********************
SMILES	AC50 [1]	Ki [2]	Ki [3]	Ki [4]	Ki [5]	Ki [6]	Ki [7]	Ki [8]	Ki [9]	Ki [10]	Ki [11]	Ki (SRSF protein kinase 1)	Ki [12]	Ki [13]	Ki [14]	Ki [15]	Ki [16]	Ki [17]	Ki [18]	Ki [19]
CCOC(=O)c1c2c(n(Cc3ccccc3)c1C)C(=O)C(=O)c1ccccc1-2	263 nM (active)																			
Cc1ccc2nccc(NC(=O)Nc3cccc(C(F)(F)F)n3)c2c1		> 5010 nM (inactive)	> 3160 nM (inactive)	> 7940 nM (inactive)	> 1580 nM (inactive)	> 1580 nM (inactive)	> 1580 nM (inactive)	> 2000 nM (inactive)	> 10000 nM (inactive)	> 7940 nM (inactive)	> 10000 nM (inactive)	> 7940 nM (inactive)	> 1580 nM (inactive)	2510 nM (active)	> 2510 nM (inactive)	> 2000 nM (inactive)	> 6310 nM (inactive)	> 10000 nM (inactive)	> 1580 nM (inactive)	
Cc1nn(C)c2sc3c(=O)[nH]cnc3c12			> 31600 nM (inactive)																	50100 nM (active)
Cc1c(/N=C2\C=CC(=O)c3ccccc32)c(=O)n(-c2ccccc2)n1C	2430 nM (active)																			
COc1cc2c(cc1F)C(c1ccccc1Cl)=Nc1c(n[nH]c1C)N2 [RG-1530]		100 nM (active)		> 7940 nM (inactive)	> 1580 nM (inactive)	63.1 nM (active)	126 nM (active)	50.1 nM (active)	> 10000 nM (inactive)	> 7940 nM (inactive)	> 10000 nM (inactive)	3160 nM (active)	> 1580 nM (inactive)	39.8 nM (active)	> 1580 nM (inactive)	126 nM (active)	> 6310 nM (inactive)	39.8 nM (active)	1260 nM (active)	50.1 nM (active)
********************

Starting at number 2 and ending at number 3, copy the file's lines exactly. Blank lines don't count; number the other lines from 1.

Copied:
CCOC(=O)c1c2c(n(Cc3ccccc3)c1C)C(=O)C(=O)c1ccccc1-2	263 nM (active)																			
Cc1ccc2nccc(NC(=O)Nc3cccc(C(F)(F)F)n3)c2c1		> 5010 nM (inactive)	> 3160 nM (inactive)	> 7940 nM (inactive)	> 1580 nM (inactive)	> 1580 nM (inactive)	> 1580 nM (inactive)	> 2000 nM (inactive)	> 10000 nM (inactive)	> 7940 nM (inactive)	> 10000 nM (inactive)	> 7940 nM (inactive)	> 1580 nM (inactive)	2510 nM (active)	> 2510 nM (inactive)	> 2000 nM (inactive)	> 6310 nM (inactive)	> 10000 nM (inactive)	> 1580 nM (inactive)	